“This Union can be of undoubted value to nation and to the University, provided it maintains independence and voices the true thoughts of those participating…Honest debates will help in the search for truthful answers.”
– Franklin D. Roosevelt, 1935
We are the Yale Political Union: the oldest and largest student debating society in America. Each week, we invite a prominent national figure to deliver an address before the Yale community, and students have a chance — over tea, dinner, wine, late-night pizza or a formal debate — to engage and challenge those leaders, as well as each other. John Kerry, Karl Rove and Steve Colbert are only three of countless esteemed guests the Union has had over the past 82 years.
What makes guests so special is the varying perspectives they bring with them. What makes the Union special is the way it brings students and guests together in multiple spaces that allow for any willing students to get involved. Guest dinners, guest debates, and mingling are all integral parts of the Yale Political Union Experience.
Since 1934, the Union’s purpose has been the encouragement of spirited and substantive debate on the issues that matter most to the future of this country. We use parliamentary procedure to ensure an atmosphere of open-minded civility, as we have since our founding; however, the debates are hardly tame. As the largest undergraduate organization at Yale with a membership of hundreds of students, the Union is always abuzz with activity, intellectual or otherwise. Sometimes, if not often, the most interesting argument of the night may not come from the Supreme Court justice, Congressman, or political firebrand we happen to have at the podium that evening, but from one of our own fellow students.
We in the Union believe that our purpose is central to that of Yale. The open, yet rigorous exchange of ideas; the convergence of this generation of leaders and the next; the perfection of argument and oratory – these are what the Yale Political Union does best. Many schools may have academic rigor in the classroom; learning from professors isn’t unique. But it is only at Yale that we have the Political Union, a recognition of an alternative way to learn: from each other.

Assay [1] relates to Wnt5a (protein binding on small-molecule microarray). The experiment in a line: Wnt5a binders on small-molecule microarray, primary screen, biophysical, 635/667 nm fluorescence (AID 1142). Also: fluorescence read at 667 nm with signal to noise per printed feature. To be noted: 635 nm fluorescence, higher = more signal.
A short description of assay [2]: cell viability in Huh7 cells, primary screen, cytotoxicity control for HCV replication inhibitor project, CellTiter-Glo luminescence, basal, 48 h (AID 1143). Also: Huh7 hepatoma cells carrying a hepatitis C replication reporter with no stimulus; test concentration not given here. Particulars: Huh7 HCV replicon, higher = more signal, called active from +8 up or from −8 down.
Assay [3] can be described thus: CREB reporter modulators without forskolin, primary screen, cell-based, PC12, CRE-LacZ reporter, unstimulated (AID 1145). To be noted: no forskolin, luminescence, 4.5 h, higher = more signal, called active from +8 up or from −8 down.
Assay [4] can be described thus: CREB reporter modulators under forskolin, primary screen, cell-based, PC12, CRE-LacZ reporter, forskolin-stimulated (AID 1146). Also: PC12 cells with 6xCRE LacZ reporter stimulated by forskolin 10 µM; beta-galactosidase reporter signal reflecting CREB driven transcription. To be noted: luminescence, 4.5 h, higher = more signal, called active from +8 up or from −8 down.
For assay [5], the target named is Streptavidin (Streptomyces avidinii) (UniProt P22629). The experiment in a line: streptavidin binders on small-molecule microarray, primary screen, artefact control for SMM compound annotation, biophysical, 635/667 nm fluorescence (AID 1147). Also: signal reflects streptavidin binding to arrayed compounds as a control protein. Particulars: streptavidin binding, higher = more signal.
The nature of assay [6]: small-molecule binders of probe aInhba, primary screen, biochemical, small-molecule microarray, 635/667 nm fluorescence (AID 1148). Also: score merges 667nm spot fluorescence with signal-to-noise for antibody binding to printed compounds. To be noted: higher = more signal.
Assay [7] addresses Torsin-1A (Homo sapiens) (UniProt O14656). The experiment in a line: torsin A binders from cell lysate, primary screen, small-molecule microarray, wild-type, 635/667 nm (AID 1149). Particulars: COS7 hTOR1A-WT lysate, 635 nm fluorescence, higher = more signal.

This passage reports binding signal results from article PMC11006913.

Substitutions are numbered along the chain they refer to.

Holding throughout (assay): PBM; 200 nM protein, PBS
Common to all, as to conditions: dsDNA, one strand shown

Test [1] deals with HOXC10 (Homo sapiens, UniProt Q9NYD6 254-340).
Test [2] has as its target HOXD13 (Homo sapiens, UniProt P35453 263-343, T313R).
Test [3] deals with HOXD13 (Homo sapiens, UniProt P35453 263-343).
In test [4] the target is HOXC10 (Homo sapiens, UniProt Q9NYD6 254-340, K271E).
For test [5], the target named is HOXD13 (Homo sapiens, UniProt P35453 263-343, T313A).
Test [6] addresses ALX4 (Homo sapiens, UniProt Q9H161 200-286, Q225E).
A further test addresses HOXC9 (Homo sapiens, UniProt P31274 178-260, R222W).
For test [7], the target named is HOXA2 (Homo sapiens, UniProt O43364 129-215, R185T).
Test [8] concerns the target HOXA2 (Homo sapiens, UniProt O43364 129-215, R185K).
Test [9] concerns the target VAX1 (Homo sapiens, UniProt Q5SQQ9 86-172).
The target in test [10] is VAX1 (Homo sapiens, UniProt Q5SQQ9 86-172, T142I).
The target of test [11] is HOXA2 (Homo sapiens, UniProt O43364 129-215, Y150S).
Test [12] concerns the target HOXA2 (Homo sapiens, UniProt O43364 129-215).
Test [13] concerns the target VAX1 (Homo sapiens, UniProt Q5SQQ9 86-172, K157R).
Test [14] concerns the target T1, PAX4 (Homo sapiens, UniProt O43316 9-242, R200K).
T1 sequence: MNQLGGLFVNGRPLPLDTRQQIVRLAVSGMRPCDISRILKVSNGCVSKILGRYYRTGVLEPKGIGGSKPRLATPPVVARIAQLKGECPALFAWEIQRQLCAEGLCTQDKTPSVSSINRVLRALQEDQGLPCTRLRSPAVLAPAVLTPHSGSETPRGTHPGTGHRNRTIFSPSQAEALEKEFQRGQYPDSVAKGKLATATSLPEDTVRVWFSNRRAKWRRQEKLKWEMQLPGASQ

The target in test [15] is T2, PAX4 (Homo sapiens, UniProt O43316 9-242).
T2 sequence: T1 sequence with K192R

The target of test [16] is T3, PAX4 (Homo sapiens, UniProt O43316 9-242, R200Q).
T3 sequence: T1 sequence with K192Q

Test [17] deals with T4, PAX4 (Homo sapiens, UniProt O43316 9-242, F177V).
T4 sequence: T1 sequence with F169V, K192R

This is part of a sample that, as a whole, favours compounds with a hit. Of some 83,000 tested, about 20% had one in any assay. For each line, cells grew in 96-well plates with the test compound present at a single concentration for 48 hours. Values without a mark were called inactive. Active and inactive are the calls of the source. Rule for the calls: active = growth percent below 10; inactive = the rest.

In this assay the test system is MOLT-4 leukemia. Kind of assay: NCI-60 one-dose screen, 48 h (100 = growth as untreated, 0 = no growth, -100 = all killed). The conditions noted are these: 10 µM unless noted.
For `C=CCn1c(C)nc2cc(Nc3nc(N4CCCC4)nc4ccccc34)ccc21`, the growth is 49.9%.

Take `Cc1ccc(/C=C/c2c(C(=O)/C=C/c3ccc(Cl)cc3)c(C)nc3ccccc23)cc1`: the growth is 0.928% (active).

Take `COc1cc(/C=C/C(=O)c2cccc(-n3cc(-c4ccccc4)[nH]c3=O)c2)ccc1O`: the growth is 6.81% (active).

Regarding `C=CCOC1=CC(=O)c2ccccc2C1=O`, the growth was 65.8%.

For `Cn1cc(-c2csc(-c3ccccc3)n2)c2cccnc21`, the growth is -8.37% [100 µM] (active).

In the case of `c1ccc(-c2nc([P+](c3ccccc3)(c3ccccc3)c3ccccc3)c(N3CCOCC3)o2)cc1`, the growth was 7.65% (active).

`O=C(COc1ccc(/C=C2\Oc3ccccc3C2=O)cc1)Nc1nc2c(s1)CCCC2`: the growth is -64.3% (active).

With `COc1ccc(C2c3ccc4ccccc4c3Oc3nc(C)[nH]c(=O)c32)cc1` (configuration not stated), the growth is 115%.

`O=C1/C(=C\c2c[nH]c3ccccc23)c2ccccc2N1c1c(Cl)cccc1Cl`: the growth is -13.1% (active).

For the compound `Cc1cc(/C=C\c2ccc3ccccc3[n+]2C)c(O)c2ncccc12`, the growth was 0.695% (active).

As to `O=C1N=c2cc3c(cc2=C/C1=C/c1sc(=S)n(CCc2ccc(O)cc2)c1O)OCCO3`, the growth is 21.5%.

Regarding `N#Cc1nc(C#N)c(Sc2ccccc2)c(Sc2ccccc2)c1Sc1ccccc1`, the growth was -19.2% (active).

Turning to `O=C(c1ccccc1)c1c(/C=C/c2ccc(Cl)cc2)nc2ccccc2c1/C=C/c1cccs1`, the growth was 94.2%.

But What Is The Union?
The Yale Political Union has seven parties: two on the Coalition of the Left, one at the center, and four on the Coalition of the Right. These seven parties come together at the Union each week to debate with a guest.
Though resolutions may have left/right splits, members from all parties frequently speak for both sides of resolutions. For instance, for the Affirmative Action Debate, members from Left, Center, and Right aligned parties all gave moving speeches for and against Affirmative Action. Parties also have their own weekly debates and activities, such as having mixers, toasting, and going on excursions. While most members of the Union are affiliated with Parties, this is not a prerequisite for involvement in the Union. Moreover, Yale students who do not have Union membership often attend Union debates that pique their interests.
“The Yale Political Union is a recognition that learning transpires through doing – through transforming a thought into a speech and, most importantly, defending it.”
The Yale Political Union has reciprocal membership with the Oxford and Cambridge Unions.